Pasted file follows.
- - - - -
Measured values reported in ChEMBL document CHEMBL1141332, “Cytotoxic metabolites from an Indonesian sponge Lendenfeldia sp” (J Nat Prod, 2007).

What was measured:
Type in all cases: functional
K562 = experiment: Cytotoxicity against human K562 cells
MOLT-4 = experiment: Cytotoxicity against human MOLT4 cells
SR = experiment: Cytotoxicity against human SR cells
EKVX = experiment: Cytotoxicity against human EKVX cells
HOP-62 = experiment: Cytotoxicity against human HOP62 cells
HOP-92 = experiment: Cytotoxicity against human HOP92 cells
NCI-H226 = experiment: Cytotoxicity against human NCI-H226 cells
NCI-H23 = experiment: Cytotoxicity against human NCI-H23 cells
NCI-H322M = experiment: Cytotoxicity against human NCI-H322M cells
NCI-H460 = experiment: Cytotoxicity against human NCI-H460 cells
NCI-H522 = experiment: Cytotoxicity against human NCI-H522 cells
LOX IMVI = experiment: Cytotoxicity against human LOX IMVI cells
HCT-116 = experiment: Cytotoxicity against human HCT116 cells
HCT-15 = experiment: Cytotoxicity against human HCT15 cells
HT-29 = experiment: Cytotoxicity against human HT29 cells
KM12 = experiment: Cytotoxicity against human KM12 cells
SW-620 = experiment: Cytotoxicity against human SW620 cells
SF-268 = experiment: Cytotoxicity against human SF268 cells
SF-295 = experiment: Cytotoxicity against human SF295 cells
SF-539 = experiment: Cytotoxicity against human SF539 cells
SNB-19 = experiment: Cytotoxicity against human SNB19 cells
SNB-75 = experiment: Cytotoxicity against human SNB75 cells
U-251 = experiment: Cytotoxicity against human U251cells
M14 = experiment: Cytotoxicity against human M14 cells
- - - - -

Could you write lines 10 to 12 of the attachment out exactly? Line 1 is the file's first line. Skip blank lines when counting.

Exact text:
NCI-H226 = experiment: Cytotoxicity against human NCI-H226 cells
NCI-H23 = experiment: Cytotoxicity against human NCI-H23 cells
NCI-H322M = experiment: Cytotoxicity against human NCI-H322M cells